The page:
End of Toys R Us Leaving Glut of Vacant Space in Lower Quality Locations

The glut of vacant retail real estate space is only going to grow as consumers’ preference for the online versus brick-and-mortar shopping experience continues to claim victims. Toys R Us is the latest and not unexpected retailer demise, and its planned liquidation of as many as 700 stores across the United States is expected to leave millions of square feet of space vacant.

Nothing’s certain about the extent of the potential damage, though, as the company is still trying to negotiate possible rescues. One would combine its 200 top U.S. performers with its Canadian operations, for example.

Either way, there’s still going to be a lot of retail space available, even though landlords should have anticipated the closing given the chain’s long-standing issues. What will make the outlook murkier, though, is the patchwork strategy Toys R Us has used in choosing sites for its stores.

Many of the holes that will be created with the Toys R Us closing will be at strip shopping centers. A percentage of strip malls in the U.S. are in fact doing well – like those that have managed a solid tenant mix of Internet-resistant stores and other concerns like restaurants and specialized medical services like physical therapy services.

But over half of the Toys R Us locations in the U.S. are in what the real estate industry considers low quality, and that will be troublesome to landlords looking to fill their space at similar rates (if they are able to fill them at all).

And it’s not just the quality of the malls that’s an issue. The average Toys R Us space is around 30,000 square feet, when the biggest retail demand seems to be for 25,000 square feet or less. Retailers of a similar size to the chain that might otherwise be interested in the better locations are staying where they are and remodeling or refocusing on their digital capabilities. And while smaller stores are in Target’s sights, it’s eyeing cities and college towns for its expansion – not necessarily where Toys R Us has been situated.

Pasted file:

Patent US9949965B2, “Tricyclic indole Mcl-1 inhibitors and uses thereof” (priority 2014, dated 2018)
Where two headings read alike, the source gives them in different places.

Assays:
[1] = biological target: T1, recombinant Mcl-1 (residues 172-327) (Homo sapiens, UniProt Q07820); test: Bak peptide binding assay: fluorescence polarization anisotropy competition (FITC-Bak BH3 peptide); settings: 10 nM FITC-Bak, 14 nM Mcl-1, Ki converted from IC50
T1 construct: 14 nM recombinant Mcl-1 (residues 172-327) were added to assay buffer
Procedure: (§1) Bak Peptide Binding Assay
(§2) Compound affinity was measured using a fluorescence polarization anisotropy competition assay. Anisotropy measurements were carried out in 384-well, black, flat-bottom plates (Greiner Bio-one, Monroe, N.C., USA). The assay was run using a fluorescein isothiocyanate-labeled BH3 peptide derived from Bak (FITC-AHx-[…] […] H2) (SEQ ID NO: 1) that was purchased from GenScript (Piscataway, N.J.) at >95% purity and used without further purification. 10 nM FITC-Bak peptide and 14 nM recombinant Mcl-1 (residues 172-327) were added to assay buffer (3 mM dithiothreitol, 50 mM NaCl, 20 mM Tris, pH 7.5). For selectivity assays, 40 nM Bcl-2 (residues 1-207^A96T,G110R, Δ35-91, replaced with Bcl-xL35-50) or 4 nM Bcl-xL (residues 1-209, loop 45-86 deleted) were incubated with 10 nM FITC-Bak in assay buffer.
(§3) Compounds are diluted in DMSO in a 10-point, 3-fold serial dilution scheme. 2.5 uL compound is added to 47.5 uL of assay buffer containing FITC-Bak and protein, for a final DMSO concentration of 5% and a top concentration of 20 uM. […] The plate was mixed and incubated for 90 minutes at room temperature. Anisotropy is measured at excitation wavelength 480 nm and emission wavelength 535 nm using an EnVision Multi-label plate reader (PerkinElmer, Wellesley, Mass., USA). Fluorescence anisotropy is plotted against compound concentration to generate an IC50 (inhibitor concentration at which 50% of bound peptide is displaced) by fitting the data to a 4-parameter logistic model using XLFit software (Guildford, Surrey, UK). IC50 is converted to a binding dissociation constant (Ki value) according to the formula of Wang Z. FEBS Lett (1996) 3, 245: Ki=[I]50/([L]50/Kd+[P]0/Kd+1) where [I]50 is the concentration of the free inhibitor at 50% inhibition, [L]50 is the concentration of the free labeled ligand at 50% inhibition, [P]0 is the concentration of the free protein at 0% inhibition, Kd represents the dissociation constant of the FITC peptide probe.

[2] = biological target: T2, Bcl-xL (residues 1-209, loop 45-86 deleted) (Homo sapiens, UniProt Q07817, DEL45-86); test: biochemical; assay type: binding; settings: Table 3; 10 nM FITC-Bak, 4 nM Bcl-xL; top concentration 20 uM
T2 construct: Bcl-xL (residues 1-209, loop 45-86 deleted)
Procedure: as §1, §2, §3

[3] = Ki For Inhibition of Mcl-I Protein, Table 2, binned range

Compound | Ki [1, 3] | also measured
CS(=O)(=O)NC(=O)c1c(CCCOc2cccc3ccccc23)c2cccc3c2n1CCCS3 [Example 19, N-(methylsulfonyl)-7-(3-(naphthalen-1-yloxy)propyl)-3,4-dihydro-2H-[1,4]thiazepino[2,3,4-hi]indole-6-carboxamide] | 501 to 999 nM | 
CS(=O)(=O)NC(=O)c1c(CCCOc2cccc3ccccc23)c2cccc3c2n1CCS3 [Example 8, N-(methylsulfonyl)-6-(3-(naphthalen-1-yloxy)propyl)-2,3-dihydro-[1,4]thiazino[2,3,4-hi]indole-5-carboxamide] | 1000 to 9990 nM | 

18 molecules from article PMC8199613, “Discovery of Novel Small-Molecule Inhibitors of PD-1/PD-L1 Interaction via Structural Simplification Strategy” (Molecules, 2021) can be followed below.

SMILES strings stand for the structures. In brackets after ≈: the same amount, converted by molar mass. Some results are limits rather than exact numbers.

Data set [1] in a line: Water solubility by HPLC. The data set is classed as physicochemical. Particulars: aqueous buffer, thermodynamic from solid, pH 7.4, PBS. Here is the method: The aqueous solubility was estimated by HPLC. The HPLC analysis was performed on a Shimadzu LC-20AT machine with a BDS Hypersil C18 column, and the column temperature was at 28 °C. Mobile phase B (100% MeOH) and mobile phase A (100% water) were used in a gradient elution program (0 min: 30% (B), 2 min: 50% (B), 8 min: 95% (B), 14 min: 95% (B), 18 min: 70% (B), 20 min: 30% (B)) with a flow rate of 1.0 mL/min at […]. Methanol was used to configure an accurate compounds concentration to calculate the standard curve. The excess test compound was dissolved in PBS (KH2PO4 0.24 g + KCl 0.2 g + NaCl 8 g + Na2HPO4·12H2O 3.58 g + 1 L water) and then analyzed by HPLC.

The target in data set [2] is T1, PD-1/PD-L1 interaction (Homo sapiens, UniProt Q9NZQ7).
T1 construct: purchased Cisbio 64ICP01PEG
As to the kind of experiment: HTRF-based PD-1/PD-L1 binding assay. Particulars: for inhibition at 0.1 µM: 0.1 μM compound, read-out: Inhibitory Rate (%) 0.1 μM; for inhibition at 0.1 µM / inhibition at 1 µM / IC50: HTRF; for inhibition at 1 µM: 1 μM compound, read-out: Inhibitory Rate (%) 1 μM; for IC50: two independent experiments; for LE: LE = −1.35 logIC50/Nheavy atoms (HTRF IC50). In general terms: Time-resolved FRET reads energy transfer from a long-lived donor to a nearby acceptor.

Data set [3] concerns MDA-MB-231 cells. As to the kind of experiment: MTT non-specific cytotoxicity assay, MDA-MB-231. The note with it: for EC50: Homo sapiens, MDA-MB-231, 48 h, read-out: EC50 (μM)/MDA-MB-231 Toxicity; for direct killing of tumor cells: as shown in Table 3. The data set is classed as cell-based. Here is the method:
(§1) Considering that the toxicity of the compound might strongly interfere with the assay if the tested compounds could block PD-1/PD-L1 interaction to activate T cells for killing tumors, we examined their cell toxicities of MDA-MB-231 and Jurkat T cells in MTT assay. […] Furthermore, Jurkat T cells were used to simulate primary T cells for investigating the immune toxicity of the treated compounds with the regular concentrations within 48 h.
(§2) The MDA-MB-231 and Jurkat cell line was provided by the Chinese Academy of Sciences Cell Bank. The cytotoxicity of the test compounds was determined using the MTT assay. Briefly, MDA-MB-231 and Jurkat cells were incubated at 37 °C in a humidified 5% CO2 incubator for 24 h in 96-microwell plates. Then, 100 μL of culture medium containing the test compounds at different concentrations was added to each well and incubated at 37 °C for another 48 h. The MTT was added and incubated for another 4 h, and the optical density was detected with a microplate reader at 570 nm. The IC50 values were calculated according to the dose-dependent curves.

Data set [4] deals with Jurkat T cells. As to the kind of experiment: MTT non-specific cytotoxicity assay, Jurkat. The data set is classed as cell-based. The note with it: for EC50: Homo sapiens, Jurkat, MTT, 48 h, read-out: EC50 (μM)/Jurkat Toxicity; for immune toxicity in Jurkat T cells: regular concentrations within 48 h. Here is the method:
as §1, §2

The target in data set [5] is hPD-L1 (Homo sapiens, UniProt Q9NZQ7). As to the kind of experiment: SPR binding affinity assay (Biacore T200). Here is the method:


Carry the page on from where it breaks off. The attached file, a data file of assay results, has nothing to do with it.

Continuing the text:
Meanwhile, if the future of the chain’s Canadian operations seems appreciably brighter than in the U.S., it may be due to the “location, location, location” emphasis of the expansion strategy that started in the 1980s.

The Toys R Us Canadian footprint has been far different than in the U.S., with many in prime locations and a mix of big and smaller stores. While some of the properties may have below-market rents, landlord exposures would still be far less than they would be with such older retailers as Sears.

The slow demise of Toys R Us is a story that is still unfolding, and the impact on the commercial real estate market is just one of its various complications. It will be interesting to see how much creative use is made of the space – and how many and for how long lesser locations stay vacant.